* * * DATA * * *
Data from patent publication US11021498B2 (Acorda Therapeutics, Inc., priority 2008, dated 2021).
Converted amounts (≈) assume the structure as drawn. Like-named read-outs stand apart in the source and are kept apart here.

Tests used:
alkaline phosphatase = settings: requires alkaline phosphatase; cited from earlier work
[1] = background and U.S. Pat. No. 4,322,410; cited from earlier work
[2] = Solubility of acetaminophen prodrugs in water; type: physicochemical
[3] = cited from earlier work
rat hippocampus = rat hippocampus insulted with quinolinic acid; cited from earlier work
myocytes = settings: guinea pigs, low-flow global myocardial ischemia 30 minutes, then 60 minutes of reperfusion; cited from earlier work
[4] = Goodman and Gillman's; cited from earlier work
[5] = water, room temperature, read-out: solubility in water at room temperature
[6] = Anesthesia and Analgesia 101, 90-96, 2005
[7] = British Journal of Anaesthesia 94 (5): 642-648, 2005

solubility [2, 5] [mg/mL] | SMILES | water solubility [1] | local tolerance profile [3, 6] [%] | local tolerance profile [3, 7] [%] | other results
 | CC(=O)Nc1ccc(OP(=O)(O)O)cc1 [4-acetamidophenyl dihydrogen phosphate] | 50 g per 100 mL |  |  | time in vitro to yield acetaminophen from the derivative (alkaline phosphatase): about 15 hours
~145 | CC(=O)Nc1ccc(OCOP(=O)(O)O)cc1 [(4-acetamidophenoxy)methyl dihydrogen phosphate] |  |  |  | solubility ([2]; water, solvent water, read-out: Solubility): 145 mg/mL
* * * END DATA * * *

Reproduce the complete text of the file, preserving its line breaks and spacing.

Data from patent publication US11021498B2 (Acorda Therapeutics, Inc., priority 2008, dated 2021).
Converted amounts (≈) assume the structure as drawn. Like-named read-outs stand apart in the source and are kept apart here.

Tests used:
alkaline phosphatase = settings: requires alkaline phosphatase; cited from earlier work
[1] = background and U.S. Pat. No. 4,322,410; cited from earlier work
[2] = Solubility of acetaminophen prodrugs in water; type: physicochemical
[3] = cited from earlier work
rat hippocampus = rat hippocampus insulted with quinolinic acid; cited from earlier work
myocytes = settings: guinea pigs, low-flow global myocardial ischemia 30 minutes, then 60 minutes of reperfusion; cited from earlier work
[4] = Goodman and Gillman's; cited from earlier work
[5] = water, room temperature, read-out: solubility in water at room temperature
[6] = Anesthesia and Analgesia 101, 90-96, 2005
[7] = British Journal of Anaesthesia 94 (5): 642-648, 2005

solubility [2, 5] [mg/mL] | SMILES | water solubility [1] | local tolerance profile [3, 6] [%] | local tolerance profile [3, 7] [%] | other results
 | CC(=O)Nc1ccc(OP(=O)(O)O)cc1 [4-acetamidophenyl dihydrogen phosphate] | 50 g per 100 mL |  |  | time in vitro to yield acetaminophen from the derivative (alkaline phosphatase): about 15 hours
~145 | CC(=O)Nc1ccc(OCOP(=O)(O)O)cc1 [(4-acetamidophenoxy)methyl dihydrogen phosphate] |  |  |  | solubility ([2]; water, solvent water, read-out: Solubility): 145 mg/mL